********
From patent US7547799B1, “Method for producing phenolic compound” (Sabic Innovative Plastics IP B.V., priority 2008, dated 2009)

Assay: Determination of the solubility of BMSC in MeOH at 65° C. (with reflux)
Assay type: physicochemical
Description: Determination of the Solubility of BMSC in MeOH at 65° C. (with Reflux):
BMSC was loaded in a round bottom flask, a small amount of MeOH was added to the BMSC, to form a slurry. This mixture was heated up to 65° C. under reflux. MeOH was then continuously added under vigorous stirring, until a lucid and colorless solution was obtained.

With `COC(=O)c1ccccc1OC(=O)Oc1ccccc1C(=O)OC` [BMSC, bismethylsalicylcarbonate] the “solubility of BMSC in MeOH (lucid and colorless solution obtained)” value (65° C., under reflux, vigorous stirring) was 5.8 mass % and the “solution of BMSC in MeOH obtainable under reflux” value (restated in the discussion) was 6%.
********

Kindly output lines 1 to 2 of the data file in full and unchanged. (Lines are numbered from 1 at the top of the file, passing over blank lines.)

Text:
From patent US7547799B1, “Method for producing phenolic compound” (Sabic Innovative Plastics IP B.V., priority 2008, dated 2009)

Assay: Determination of the solubility of BMSC in MeOH at 65° C. (with reflux)